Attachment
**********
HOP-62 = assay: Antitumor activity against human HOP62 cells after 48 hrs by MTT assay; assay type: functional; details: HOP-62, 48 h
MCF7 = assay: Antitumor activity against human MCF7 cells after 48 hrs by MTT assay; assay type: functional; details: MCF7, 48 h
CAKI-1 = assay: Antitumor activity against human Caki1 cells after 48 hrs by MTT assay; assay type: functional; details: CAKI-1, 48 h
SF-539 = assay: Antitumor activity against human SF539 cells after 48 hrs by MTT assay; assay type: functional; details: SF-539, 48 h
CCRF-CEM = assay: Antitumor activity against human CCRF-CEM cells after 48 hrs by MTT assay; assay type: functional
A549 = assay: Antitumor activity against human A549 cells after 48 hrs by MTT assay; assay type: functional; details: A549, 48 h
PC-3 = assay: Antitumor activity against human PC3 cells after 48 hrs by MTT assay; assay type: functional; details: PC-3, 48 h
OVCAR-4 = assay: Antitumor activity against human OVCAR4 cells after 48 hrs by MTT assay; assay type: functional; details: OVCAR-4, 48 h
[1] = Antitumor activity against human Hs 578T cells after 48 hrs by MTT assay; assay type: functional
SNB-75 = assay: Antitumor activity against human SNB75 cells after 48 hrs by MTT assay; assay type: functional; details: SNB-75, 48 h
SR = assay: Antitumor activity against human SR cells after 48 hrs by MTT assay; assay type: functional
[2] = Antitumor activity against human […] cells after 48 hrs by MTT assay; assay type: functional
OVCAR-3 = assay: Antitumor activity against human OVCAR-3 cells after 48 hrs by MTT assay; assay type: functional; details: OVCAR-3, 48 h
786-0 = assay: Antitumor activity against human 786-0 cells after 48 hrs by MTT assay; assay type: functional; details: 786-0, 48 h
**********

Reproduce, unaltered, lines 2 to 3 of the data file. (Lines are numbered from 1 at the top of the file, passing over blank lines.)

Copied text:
MCF7 = assay: Antitumor activity against human MCF7 cells after 48 hrs by MTT assay; assay type: functional; details: MCF7, 48 h
CAKI-1 = assay: Antitumor activity against human Caki1 cells after 48 hrs by MTT assay; assay type: functional; details: CAKI-1, 48 h